The continued growth of U.S. first generation biofuels, mostly corn-grain ethanol, is facing increased pressure from the “food-vs.-fuel” and ethanol “blend wall” debates. Second generation (cellulosic) biofuels avoid the uncertainties about impact on food security and land competition, but have yet to become widely commercialized. No previous studies were found quantifying the relative importance of factors driving or constraining the commercialization of the U.S. cellulosic biofuels industry. Respondents to this study's online and paper-based surveys, administered between July and November, 2015, included 228 experts throughout the biorefinery supply chain from seven USDA National Institute of Food and Agriculture (NIFA) Coordinated Agricultural Projects (CAPs) and two industrial conferences. Government policies were rated as the most important driver for the commercialization of cellulosic biofuels. The second most importance driver was added value from non-fuel co-products, followed by carbon emission reduction and volatile oil prices. High production costs, policy uncertainty, and competition vs. petro-fuels were identified as the top three barriers to the commercialization of cellulosic biofuels. This paper also identified significant differences in the rating of drivers and barriers among four self-described expert groups (Feedstock, Processing, Economic/Business, and Sustainability), thus underscoring the importance of examining issues from multiple perspectives and highlighting the value of the USDA NIFA CAPs. Finally, participants were significantly more optimistic about the success of the integrated production of both cellulosic biofuels and biochemicals by the year 2020 vs. cellulosic biofuels alone (at the p = 0.001 level), underscoring the perceived advantages of the integrated biorefinery model.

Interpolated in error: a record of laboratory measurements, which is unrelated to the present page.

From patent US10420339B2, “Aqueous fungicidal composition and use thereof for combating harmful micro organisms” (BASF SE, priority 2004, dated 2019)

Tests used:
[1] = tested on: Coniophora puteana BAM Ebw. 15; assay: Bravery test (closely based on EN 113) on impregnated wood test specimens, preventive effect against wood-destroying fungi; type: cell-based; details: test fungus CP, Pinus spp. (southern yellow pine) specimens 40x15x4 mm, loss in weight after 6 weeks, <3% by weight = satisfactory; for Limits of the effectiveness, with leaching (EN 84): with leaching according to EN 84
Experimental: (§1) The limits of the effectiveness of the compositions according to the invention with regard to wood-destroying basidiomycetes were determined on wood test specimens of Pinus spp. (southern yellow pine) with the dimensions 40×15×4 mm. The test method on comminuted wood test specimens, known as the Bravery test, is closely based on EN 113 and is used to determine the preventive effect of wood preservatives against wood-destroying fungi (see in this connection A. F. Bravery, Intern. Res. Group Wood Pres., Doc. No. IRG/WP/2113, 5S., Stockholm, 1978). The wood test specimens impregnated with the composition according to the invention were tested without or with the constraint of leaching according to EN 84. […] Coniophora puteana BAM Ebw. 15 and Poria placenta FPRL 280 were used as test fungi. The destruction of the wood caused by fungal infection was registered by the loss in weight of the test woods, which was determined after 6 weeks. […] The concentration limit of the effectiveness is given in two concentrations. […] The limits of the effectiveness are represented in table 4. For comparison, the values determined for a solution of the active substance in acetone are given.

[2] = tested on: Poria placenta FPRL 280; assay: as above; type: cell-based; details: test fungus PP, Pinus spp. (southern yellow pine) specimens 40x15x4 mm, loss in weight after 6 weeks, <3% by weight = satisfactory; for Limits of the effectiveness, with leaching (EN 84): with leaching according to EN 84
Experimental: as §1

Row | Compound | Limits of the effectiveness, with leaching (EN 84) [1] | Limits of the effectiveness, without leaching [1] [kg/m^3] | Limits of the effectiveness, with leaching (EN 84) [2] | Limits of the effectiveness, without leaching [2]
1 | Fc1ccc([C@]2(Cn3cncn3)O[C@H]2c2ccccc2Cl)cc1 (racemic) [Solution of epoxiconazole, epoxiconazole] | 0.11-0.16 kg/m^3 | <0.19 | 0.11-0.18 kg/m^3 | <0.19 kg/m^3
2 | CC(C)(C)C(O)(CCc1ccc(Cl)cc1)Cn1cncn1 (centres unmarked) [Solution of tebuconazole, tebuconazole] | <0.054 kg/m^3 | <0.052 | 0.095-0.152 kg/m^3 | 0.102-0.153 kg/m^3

All Science Journal Classification (ASJC) codes
- Renewable Energy, Sustainability and the Environment
- Agronomy and Crop Science
- Waste Management and Disposal